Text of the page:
Trade Finance Funds are widely accepted as complementary to banks, especially since funds offer access to the EFM SME trade finance segment that banks struggle to service. Additionally, as international banks de-risk, more and more alternative trade finance providers are filling in the gap that has been left behind. This begs the question, how can DFIs work more closely with trade finance funds?

DFIs have been working with funds in different segments of the capital structure for many years, e.g., supporting a significant number of VC & PE funds and microfinance funds, hence a segment of the capital structure that is the lifeblood for economic development and growth should surely align to their stated goals.

Trade Finance has many characteristics that are attractive to traditional investors, however, to crowd this capital in, DFIs must play a key role by being the first or an early mover, in line with their stated objectives of supporting sustainable development. Using a blended finance approach can go a long way, be it through direct equity participation, direct funding/seeding of funds, traditional guarantees or through risk participation, DFIs can play a significant role in furthering access to trade finance for SMEs.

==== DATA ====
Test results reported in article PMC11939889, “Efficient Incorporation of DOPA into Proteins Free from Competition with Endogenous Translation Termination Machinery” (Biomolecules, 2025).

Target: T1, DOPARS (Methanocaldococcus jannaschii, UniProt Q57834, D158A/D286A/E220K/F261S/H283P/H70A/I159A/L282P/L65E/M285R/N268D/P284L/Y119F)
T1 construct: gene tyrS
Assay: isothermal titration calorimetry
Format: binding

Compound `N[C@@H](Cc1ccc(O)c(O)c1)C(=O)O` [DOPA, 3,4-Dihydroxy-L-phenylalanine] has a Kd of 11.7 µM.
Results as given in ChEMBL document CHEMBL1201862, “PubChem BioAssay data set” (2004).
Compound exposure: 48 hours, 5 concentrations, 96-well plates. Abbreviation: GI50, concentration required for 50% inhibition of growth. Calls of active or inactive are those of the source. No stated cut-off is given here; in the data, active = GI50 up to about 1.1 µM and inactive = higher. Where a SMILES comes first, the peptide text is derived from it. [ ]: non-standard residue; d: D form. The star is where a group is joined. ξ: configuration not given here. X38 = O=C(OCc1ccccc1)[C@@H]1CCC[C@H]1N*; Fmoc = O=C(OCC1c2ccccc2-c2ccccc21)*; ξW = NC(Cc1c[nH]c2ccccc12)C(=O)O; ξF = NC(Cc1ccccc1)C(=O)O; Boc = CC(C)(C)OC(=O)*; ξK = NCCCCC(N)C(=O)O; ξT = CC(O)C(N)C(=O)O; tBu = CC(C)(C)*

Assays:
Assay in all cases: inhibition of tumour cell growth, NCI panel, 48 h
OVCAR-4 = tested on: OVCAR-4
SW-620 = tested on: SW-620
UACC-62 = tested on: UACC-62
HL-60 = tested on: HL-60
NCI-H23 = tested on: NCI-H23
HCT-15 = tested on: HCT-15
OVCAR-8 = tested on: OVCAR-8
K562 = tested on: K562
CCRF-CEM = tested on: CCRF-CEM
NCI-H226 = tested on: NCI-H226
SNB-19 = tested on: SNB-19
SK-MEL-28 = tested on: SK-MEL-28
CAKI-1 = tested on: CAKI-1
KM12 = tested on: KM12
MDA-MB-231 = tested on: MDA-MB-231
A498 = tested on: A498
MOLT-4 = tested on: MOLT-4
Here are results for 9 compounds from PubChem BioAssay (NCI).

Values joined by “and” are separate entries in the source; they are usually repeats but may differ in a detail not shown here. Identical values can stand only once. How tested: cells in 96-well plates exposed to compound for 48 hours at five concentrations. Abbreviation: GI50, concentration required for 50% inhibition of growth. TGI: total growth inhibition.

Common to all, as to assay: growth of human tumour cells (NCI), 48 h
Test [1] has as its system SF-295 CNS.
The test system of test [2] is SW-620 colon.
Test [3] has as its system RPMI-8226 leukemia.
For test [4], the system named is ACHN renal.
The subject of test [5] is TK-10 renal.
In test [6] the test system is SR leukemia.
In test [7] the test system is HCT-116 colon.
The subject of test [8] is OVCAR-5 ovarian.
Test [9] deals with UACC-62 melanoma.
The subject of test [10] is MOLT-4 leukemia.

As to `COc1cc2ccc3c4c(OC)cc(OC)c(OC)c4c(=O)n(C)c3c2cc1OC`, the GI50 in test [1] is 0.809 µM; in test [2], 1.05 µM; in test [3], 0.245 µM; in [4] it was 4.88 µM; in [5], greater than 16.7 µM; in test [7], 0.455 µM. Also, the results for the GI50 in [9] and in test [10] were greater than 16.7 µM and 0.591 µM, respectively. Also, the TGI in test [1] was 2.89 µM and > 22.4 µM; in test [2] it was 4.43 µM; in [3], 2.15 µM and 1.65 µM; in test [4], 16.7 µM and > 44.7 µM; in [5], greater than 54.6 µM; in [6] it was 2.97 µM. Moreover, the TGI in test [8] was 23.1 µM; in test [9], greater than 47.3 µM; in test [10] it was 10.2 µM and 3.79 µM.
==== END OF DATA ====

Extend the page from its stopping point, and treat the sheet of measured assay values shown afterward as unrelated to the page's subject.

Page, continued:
In recent years, niche Trade Finance funds have shown mixed track records with a few firms failing owing to various reasons. There have been many lessons learnt, one of the most important being the role of governance. In addition to capital, DFI’s can play a pivotal role in development of this asset class by influencing governance, underwriting discipline, reporting and genuine ESG integration into the firms and strategies.

Moving Forward

“If SMEs in emerging markets do not have access to financing--trade and other types of financial support--they will not survive the pandemic. Given the overwhelming importance of SMEs, this is a critical gap that must be filled by banks and other financial institutions. Business as usual will not work. Financial institutions have to get creative about how to get money into the hands of the smaller firms that need it most.” – Deborah Elms, Executive Director, Asian Trade Centre.

Whilst the importance financing of international trade was explicitly recognized in the 2015 Addis Ababa Action Agenda as an important means of implementation of the SDGs, significant opportunities remain for existing and new market participants to support trade and development.

Through further support from commercial banks, DFIs and greater proactive collaboration with specialist private investment firms, we strongly believe that additional and greater impact can be achieved, particularly benefiting those at the bottom of the pyramid.

References & Sources







Qbera Capital LLP, 11 Maddox Street, London, W1S 2QF, United Kingdom.